Further embodiments, features, and advantages of the present invention, as well as the structure and operation of the various embodiments of the present invention, are described in detail below with reference to the accompanying drawings.

BRIEF DESCRIPTION OF THE DRAWINGS/FIGURES

The accompanying drawings, which are incorporated herein and form a part of the specification, illustrate the present invention and, together with the description, further serve to explain the principles of the invention and to enable a person skilled in the pertinent art to make and use the invention.

FIG. 1 is a lateral side view of an embodiment of the present invention.

FIG. 2 is schematic plan view of a fluid system of the present invention.

FIG. 3 is a schematic plan view of an alternative fluid system of the present invention.

FIG. 4 is a schematic plan view of an alternative fluid system of the present invention.

FIG. 5 is an exploded perspective view of an alternative fluid system of the present invention.

The present invention will be described with reference to the accompanying drawings. The drawing in which an element first appears is typically indicated by the leftmost digit(s) in the corresponding reference number.

DETAILED DESCRIPTION OF THE INVENTION

The present invention is directed to a fluid system formed in the upper of a shoe having both an inflatable bladder and a ventilation system, preferably formed as a unitary structure for ease of manufacture.

FIG. 1 illustrates an article of footwear, or shoe, 100 having a sole 102 and an upper 104 attached to sole 102. FIG. 1 is a left shoe, where a right shoe would be a mirror image of shoe 100. Upper 104 includes a fluid system 106 and defines an opening therein 107 for insertion of a wearer's foot. Fluid system 106, which is further illustrated in FIG. 2, includes an inflatable bladder 108 and an ventilation system 110. Article of footwear 100 generally includes a heel portion 112, a vamp portion 114 and a toe portion 116, a lateral side 118 and a medial side (not shown). An optional deflation mechanism 120 is also illustrated in FIG. 1 positioned on lateral side 118 of article of footwear 100. A medial side of shoe 100 would be similar to the lateral side illustrated in FIG. 1 but including the medial portions of fluid system 106 discussed below with respect to FIG. 2.

Also included in article of footwear 100 is at least one inflation mechanism 222, which is illustrated as being formed monolithically with fluid system 106 in FIG. 2. In the embodiment of FIG. 2, fluid system 106 includes an enlarged heel portion 212, including a medial heel portion 212 a and a lateral heel portion 212 b, a vamp portion 214, including a medial vamp portion 214 a and a lateral vamp portion 214 b. Medial vamp portion 214 a is fluidly connected to medial heel portion 212 a by channels 224 extending along medial side (not shown) of article of footwear 100. One skilled in the art, however can appreciate that a fluid system 106 of the present invention may have an alternative configuration, shape or design.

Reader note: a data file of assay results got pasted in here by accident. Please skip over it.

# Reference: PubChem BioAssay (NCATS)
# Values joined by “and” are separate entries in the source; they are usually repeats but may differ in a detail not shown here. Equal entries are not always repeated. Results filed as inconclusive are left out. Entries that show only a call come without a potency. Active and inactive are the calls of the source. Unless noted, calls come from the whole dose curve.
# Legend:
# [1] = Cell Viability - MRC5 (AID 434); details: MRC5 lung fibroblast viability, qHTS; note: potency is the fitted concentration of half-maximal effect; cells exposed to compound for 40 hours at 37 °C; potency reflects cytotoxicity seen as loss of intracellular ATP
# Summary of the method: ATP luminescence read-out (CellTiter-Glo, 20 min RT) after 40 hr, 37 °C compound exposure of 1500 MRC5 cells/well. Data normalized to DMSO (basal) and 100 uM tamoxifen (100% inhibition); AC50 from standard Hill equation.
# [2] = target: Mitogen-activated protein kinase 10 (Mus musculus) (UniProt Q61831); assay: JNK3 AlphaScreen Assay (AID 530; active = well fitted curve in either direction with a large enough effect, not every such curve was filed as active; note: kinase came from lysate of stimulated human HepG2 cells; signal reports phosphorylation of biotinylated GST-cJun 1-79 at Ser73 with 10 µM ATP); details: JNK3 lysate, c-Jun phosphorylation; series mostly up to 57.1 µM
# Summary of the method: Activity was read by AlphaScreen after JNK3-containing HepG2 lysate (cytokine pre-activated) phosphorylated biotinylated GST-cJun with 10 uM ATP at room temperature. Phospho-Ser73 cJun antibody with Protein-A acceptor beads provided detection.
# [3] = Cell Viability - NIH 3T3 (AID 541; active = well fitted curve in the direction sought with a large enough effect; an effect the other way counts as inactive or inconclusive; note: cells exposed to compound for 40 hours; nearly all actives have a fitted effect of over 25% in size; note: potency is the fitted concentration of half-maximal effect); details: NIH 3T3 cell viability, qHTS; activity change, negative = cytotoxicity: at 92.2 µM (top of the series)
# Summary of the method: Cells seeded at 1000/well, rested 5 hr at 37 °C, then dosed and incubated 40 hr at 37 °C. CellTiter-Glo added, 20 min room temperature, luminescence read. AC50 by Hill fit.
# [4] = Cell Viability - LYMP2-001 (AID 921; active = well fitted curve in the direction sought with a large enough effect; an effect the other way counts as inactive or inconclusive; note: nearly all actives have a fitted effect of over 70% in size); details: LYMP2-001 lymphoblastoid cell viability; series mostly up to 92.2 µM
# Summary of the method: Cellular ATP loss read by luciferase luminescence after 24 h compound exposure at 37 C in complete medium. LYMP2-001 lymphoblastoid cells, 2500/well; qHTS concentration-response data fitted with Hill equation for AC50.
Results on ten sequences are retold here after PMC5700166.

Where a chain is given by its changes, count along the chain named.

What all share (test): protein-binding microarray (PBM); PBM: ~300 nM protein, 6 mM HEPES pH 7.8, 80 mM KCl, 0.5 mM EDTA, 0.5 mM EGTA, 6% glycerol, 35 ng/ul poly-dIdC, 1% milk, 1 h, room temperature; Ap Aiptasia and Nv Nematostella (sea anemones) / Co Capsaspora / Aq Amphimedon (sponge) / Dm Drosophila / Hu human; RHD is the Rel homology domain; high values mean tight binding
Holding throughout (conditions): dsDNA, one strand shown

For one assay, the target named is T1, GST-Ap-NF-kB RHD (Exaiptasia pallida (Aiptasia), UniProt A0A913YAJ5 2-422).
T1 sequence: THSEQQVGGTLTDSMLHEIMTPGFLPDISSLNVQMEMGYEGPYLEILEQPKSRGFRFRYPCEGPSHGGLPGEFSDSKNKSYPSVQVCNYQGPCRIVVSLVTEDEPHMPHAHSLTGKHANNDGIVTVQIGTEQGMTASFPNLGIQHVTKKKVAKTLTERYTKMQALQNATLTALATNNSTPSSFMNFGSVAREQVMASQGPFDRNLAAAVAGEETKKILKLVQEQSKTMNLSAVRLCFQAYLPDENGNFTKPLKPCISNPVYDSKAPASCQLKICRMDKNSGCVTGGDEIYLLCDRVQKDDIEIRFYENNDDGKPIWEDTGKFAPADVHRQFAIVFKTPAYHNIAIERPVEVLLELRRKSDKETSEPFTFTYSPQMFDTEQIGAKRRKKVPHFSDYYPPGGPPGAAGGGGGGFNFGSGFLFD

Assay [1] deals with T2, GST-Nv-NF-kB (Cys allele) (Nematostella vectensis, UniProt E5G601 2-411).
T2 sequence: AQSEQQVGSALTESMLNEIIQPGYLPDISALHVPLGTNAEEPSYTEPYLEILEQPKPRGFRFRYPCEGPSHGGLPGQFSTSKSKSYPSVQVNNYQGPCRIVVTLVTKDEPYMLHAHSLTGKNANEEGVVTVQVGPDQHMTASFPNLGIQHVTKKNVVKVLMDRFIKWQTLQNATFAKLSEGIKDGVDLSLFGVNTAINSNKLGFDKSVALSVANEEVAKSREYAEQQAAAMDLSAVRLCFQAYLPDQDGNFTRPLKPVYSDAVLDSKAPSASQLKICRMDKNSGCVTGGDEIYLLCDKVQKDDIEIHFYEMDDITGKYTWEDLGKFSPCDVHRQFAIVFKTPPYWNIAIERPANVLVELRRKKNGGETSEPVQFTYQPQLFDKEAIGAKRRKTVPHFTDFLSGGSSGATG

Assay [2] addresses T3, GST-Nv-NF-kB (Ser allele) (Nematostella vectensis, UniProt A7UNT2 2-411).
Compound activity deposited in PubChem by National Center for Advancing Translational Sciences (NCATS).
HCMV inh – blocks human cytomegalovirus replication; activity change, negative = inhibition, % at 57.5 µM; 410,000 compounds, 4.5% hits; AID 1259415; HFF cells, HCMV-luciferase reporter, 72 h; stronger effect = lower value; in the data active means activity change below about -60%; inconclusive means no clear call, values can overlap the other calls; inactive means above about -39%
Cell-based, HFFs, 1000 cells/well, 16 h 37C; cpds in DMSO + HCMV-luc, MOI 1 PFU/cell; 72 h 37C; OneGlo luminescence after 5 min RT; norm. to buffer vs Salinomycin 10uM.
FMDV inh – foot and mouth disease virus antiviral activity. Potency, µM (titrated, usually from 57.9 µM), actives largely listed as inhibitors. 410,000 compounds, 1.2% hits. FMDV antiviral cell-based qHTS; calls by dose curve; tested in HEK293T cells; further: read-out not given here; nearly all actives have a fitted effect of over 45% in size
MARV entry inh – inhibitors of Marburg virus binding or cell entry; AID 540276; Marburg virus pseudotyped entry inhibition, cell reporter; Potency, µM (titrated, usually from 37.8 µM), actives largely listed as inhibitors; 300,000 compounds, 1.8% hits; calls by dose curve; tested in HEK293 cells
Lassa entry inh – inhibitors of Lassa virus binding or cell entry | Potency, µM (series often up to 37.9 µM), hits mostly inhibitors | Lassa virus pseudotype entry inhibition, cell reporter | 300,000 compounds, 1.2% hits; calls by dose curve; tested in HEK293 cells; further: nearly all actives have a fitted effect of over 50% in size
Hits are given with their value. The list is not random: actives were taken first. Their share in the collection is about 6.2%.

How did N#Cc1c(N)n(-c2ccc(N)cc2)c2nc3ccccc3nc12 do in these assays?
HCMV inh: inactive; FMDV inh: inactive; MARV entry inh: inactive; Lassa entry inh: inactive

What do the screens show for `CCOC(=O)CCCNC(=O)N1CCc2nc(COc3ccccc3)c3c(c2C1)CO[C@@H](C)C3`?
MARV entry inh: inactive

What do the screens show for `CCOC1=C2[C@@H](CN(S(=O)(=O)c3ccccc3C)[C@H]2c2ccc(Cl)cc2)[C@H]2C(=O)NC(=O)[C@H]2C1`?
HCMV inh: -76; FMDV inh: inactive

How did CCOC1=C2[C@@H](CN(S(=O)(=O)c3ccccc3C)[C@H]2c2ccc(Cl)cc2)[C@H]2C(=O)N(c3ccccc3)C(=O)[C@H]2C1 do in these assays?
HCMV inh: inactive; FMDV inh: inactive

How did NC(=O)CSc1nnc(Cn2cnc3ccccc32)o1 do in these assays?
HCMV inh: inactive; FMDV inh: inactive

Fluid system 106 may be defined by, for example, an exterior layer or film and a coextensive interior layer or film. The fluid system may be shaped in a variety of configuration, such as that shown for fluid system 106 in FIG. 2. Thermoplastic films can be formed from a variety of thermoplastic resins or other elastomeric materials, including, but not limited to, polyurethanes (TPU), ethylenevinylacetate/polyethylene copolymer; polyester elastomer (Hytrel); ethylenevinylacetate/polypropylene copolymer; polyethylene; polypropylene; neoprene; natural rubber; dacron/polyester; polyvinylchloride; thermoplastic rubbers; nitrile rubber; butyl rubber; sulfide rubber; polyvinyl acetate; methyl rubber; buna N.; buna S.; polystyrene; ethylene propylene; polybutadiene; polypropylene; silicone rubber, chlorsulfonated polyethylene, nylon, metallized polyester, such as MYLARŽ (available from Dupont Teijin Films, Wilmington, Del.), and other thermoplastic or elastomeric materials. One particular example is a polyester urethane film having a 85A shore hardness and a melting temperature of 150° C., available from Hyo-Sung Corp. (Korea). The interior layer and the exterior layer may also be formed from different materials. The interior layer is attached to the exterior layer along air-tight peripheral weld lines 226. The peripheral weld lines 226 attach the exterior layer to the interior layer and create a barrier to keep air or other fluid between the layers. Forming a monolithic fluid system that includes an inflatable bladder 108 and a ventilation system 110 in the upper of a shoe streamlines manufacturing processes and better utilizes space within an article of footwear. Additionally, a monolithic arrangement of a fluid system 106 as illustrated in FIG. 2 allows both cushioning and ventilation to access a larger area of a wearer's foot within the shoe. Further, the inflatable bladder provides custom fit for the wearer in that an inflatable bladder will conform to the wearer's foot.